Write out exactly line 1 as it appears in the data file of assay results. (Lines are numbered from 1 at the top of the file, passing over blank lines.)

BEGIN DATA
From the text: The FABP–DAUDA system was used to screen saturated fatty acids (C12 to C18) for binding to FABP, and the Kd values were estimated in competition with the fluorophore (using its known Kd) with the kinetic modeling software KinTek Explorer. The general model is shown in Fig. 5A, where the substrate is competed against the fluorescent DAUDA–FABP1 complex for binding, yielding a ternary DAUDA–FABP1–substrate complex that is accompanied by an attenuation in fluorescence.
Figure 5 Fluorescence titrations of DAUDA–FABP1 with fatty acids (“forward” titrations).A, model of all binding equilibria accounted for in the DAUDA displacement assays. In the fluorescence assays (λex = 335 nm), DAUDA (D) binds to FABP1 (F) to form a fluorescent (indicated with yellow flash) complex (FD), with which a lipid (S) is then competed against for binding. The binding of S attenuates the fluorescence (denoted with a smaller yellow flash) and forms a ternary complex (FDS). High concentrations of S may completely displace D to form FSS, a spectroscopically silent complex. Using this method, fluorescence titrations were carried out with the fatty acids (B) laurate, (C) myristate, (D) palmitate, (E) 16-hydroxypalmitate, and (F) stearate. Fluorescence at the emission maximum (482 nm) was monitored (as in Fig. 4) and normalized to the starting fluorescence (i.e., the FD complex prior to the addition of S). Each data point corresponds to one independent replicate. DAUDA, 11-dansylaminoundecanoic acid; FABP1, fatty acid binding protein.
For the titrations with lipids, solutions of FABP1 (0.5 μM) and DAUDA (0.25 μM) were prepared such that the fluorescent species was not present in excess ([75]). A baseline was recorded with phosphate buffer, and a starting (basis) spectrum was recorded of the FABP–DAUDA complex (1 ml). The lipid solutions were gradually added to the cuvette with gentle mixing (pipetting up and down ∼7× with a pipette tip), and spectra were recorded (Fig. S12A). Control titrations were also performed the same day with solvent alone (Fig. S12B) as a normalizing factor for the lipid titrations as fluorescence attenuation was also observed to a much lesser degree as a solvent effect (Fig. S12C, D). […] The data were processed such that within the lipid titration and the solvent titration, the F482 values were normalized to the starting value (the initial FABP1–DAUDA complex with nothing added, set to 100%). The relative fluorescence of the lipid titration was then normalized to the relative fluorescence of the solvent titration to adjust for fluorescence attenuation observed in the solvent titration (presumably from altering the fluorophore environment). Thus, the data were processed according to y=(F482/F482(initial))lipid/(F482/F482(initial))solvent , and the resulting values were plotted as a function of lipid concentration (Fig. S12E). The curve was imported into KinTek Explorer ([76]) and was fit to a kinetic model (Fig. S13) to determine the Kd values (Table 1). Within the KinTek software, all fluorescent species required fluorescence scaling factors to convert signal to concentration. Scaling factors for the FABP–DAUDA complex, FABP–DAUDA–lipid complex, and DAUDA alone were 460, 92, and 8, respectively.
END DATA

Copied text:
From the text: The FABP–DAUDA system was used to screen saturated fatty acids (C12 to C18) for binding to FABP, and the Kd values were estimated in competition with the fluorophore (using its known Kd) with the kinetic modeling software KinTek Explorer. The general model is shown in Fig. 5A, where the substrate is competed against the fluorescent DAUDA–FABP1 complex for binding, yielding a ternary DAUDA–FABP1–substrate complex that is accompanied by an attenuation in fluorescence.